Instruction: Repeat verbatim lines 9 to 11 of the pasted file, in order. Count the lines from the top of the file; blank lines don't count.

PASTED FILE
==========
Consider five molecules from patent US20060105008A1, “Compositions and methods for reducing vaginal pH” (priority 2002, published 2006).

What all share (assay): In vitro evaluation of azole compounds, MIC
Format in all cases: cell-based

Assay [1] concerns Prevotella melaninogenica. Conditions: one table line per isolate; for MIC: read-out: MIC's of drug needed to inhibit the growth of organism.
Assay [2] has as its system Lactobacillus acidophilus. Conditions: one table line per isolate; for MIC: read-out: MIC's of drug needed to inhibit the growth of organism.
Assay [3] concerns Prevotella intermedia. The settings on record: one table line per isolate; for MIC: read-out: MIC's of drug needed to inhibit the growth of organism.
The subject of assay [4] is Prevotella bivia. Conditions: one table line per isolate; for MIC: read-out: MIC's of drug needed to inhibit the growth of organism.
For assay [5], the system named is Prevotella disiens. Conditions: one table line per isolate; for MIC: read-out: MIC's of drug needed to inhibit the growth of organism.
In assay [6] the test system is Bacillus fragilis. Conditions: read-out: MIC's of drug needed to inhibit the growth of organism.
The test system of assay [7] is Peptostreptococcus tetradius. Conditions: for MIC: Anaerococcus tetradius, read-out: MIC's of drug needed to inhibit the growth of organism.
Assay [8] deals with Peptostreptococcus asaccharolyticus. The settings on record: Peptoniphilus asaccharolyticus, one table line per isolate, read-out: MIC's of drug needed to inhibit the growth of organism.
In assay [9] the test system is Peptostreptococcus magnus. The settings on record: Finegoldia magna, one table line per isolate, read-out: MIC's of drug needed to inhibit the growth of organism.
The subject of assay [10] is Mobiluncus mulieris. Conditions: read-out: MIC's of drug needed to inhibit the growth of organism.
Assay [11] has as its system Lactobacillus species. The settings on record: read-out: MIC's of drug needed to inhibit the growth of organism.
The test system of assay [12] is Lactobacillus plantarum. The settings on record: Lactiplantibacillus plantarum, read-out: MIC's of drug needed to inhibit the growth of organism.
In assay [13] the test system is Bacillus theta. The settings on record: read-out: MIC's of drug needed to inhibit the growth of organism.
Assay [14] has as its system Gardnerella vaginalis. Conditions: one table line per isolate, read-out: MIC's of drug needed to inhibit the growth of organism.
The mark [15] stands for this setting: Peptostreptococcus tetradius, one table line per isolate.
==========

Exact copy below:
In assay [6] the test system is Bacillus fragilis. Conditions: read-out: MIC's of drug needed to inhibit the growth of organism.
The test system of assay [7] is Peptostreptococcus tetradius. Conditions: for MIC: Anaerococcus tetradius, read-out: MIC's of drug needed to inhibit the growth of organism.
Assay [8] deals with Peptostreptococcus asaccharolyticus. The settings on record: Peptoniphilus asaccharolyticus, one table line per isolate, read-out: MIC's of drug needed to inhibit the growth of organism.